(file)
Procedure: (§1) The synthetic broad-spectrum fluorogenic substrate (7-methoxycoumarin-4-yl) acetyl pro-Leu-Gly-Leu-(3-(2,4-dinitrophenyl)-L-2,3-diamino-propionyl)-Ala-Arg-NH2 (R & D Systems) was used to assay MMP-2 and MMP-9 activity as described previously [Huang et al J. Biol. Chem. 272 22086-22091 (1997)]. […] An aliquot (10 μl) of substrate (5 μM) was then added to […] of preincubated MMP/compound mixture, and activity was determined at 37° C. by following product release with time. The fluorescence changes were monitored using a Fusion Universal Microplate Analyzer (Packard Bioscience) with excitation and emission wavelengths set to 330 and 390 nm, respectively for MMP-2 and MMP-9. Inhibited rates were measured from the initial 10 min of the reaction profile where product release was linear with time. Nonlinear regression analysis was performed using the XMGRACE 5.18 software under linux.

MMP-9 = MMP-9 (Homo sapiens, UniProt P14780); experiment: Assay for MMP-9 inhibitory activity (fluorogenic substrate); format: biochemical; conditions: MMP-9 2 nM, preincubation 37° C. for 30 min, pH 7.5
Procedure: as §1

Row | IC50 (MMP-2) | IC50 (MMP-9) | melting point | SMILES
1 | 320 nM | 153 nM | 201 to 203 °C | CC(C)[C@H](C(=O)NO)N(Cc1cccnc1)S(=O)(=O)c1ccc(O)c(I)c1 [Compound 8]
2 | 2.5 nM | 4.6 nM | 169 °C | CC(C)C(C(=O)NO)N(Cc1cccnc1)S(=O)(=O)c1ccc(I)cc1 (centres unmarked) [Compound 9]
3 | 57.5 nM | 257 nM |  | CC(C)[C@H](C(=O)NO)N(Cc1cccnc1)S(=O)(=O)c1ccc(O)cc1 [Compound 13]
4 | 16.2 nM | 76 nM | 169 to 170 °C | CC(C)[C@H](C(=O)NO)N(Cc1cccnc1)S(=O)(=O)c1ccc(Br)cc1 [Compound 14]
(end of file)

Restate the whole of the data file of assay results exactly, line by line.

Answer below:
Procedure: (§1) The synthetic broad-spectrum fluorogenic substrate (7-methoxycoumarin-4-yl) acetyl pro-Leu-Gly-Leu-(3-(2,4-dinitrophenyl)-L-2,3-diamino-propionyl)-Ala-Arg-NH2 (R & D Systems) was used to assay MMP-2 and MMP-9 activity as described previously [Huang et al J. Biol. Chem. 272 22086-22091 (1997)]. […] An aliquot (10 μl) of substrate (5 μM) was then added to […] of preincubated MMP/compound mixture, and activity was determined at 37° C. by following product release with time. The fluorescence changes were monitored using a Fusion Universal Microplate Analyzer (Packard Bioscience) with excitation and emission wavelengths set to 330 and 390 nm, respectively for MMP-2 and MMP-9. Inhibited rates were measured from the initial 10 min of the reaction profile where product release was linear with time. Nonlinear regression analysis was performed using the XMGRACE 5.18 software under linux.

MMP-9 = MMP-9 (Homo sapiens, UniProt P14780); experiment: Assay for MMP-9 inhibitory activity (fluorogenic substrate); format: biochemical; conditions: MMP-9 2 nM, preincubation 37° C. for 30 min, pH 7.5
Procedure: as §1

Row | IC50 (MMP-2) | IC50 (MMP-9) | melting point | SMILES
1 | 320 nM | 153 nM | 201 to 203 °C | CC(C)[C@H](C(=O)NO)N(Cc1cccnc1)S(=O)(=O)c1ccc(O)c(I)c1 [Compound 8]
2 | 2.5 nM | 4.6 nM | 169 °C | CC(C)C(C(=O)NO)N(Cc1cccnc1)S(=O)(=O)c1ccc(I)cc1 (centres unmarked) [Compound 9]
3 | 57.5 nM | 257 nM |  | CC(C)[C@H](C(=O)NO)N(Cc1cccnc1)S(=O)(=O)c1ccc(O)cc1 [Compound 13]
4 | 16.2 nM | 76 nM | 169 to 170 °C | CC(C)[C@H](C(=O)NO)N(Cc1cccnc1)S(=O)(=O)c1ccc(Br)cc1 [Compound 14]